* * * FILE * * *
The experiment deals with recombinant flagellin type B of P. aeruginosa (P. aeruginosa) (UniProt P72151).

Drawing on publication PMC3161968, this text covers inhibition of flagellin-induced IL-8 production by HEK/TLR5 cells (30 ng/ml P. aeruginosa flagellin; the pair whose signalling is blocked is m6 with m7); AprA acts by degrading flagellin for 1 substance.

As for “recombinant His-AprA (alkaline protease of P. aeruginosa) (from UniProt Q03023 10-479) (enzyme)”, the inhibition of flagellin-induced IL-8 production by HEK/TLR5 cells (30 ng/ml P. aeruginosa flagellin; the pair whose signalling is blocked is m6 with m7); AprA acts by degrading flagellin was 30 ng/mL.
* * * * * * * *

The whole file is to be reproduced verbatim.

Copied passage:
The experiment deals with recombinant flagellin type B of P. aeruginosa (P. aeruginosa) (UniProt P72151).

Drawing on publication PMC3161968, this text covers inhibition of flagellin-induced IL-8 production by HEK/TLR5 cells (30 ng/ml P. aeruginosa flagellin; the pair whose signalling is blocked is m6 with m7); AprA acts by degrading flagellin for 1 substance.

As for “recombinant His-AprA (alkaline protease of P. aeruginosa) (from UniProt Q03023 10-479) (enzyme)”, the inhibition of flagellin-induced IL-8 production by HEK/TLR5 cells (30 ng/ml P. aeruginosa flagellin; the pair whose signalling is blocked is m6 with m7); AprA acts by degrading flagellin was 30 ng/mL.